Ultrasound is the most precise method of diagnosing CHM and PHM before evacuation. Classic sonographic findings of CHM include a heterogeneous uterine mass with cystic spaces, no identifiable fetus or embryo, and no amniotic fluid. Ovarian theca lutein cysts may also be present. However, the classic ultrasound features may be subtle or absent in an early first trimester CHM. Estimates of the sensitivity of pelvic ultrasound in diagnosing complete mole range from 70% to 90%, and increase with gestational age.1618 A study of 1,053 patients reported that an ultrasound finding of a molar pregnancy had a specificity of 74% for the diagnosis of CHM or PHM.16

PHM is more frequently misdiagnosed as an incomplete or missed abortion compared with CHM, because PHM is associated with the presence of fetal or embryonic tissue and amniotic fluid. PHM is diagnosed as an incomplete or missed abortion in 15% to 60% of cases.1618 Ultrasound findings suggesting PHM include the presence of cystic spaces in the placenta, an increase in the transverse diameter of the gestational sac, and the presence of fetal and embryonic tissue and amniotic fluid.19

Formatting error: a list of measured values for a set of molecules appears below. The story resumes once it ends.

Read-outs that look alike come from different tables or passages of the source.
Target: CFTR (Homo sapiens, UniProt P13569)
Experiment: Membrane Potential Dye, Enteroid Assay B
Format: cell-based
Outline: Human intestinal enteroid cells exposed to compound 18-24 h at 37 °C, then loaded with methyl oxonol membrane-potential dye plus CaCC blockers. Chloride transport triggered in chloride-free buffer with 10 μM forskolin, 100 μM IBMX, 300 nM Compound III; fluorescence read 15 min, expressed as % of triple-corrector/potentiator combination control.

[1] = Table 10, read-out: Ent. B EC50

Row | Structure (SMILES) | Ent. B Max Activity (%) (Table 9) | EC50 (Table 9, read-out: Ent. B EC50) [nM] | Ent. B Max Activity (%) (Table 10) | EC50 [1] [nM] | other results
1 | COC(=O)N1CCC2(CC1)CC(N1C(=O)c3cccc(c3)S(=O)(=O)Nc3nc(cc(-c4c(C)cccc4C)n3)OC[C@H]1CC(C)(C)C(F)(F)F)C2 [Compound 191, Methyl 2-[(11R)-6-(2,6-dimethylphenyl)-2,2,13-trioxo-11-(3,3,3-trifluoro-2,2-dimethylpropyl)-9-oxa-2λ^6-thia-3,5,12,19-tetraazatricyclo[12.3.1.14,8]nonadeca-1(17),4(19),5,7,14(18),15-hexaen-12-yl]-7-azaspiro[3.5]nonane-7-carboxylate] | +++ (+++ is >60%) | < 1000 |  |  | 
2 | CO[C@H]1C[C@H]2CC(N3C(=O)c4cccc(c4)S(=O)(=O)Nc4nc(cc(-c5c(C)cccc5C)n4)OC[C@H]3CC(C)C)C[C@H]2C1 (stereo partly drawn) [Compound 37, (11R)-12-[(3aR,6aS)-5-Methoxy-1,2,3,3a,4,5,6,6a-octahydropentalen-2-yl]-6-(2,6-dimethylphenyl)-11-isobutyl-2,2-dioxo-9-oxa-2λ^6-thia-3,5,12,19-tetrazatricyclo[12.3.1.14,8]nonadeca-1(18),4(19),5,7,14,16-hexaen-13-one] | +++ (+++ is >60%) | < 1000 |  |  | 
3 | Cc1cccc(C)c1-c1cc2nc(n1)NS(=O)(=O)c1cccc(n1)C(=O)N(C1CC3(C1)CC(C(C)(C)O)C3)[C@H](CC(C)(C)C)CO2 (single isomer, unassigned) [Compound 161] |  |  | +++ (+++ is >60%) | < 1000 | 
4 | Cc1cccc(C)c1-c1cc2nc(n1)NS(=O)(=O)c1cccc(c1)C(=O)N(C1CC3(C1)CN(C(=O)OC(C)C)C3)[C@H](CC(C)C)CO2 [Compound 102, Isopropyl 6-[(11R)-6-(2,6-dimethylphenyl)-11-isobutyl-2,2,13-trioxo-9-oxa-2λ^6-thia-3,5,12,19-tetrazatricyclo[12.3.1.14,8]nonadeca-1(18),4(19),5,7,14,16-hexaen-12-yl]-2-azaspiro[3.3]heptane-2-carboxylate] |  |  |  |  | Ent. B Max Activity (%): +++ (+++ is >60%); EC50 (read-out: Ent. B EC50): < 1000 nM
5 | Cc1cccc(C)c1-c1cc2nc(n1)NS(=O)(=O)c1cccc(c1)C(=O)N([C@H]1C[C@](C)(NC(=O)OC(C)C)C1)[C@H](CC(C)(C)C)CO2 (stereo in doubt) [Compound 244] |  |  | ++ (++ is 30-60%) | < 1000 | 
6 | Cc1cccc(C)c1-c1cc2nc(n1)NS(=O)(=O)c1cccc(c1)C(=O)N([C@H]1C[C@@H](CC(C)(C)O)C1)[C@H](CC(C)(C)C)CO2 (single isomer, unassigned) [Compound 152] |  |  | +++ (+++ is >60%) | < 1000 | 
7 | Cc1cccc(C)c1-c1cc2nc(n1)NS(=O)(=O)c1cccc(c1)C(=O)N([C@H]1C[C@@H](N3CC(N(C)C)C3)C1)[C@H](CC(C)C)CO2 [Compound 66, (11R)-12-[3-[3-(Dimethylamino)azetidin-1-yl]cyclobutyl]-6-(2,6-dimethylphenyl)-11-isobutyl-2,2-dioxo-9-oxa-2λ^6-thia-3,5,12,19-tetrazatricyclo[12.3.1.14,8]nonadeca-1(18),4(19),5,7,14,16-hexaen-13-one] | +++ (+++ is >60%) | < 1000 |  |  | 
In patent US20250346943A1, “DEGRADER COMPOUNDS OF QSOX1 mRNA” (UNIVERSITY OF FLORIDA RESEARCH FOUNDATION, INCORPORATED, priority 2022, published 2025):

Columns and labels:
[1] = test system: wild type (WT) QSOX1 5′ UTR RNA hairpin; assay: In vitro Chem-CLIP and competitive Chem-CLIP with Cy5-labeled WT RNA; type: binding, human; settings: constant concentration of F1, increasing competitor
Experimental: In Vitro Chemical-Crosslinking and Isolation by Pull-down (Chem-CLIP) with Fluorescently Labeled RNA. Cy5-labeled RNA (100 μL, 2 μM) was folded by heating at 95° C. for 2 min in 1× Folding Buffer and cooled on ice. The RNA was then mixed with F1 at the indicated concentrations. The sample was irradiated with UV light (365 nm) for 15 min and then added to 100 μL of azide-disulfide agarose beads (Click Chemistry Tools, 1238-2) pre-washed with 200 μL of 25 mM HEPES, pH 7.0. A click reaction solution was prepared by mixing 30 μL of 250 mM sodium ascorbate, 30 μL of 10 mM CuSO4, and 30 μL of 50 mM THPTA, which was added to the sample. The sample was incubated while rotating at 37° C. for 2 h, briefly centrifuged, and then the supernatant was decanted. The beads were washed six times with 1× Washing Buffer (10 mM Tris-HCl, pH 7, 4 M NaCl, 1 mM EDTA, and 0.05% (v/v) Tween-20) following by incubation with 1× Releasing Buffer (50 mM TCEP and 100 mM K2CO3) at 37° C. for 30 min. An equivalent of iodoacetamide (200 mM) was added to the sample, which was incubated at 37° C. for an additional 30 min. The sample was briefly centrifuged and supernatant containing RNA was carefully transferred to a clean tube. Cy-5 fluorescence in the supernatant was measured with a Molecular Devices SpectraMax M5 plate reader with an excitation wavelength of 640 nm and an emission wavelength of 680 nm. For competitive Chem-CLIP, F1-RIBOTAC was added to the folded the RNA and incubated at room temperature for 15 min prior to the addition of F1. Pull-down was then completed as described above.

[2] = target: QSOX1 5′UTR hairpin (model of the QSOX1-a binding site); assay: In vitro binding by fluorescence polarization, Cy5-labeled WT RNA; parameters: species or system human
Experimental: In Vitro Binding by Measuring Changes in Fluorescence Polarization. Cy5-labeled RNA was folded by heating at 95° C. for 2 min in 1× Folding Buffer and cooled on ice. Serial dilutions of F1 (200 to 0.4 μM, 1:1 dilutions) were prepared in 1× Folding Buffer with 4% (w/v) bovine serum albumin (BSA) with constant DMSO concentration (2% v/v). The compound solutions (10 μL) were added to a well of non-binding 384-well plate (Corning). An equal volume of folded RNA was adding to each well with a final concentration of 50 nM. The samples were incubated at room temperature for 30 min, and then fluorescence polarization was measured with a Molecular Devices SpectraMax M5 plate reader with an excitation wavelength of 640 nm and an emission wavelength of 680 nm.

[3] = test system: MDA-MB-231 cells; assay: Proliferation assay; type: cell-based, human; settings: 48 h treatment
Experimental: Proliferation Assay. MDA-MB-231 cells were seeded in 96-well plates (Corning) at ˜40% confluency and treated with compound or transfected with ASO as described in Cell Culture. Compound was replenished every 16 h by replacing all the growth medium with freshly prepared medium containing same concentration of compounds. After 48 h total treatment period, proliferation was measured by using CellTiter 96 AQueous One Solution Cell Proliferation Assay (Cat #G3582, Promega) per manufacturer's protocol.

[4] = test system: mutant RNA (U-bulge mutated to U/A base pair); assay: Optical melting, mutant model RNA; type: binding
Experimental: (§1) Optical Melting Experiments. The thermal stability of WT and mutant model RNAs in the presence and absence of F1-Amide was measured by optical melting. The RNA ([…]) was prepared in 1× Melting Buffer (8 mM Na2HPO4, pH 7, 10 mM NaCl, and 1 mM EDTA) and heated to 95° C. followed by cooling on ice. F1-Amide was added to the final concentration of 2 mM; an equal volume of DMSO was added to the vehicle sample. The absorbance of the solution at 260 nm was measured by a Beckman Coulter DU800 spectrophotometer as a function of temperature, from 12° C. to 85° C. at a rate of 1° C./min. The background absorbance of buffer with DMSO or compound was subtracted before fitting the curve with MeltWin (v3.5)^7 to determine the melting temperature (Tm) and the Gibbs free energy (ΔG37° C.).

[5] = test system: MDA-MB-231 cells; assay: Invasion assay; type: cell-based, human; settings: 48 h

Measuring hCG level at ultrasound may help distinguish CHM or PHM from a missed abortion. An hCG level >100,000 mIU/mL in the first trimester should strongly raise the suspicion of a molar pregnancy.20

Treatment of Molar Pregnancy

Once molar pregnancy is suspected, the patient should be evaluated for the presence of possible medical complications, such as preeclampsia, electrolyte imbalance from hyperemesis, anemia, and hyperthyroidism. After the patient is stabilized, a decision must be made concerning the most appropriate method of evacuation.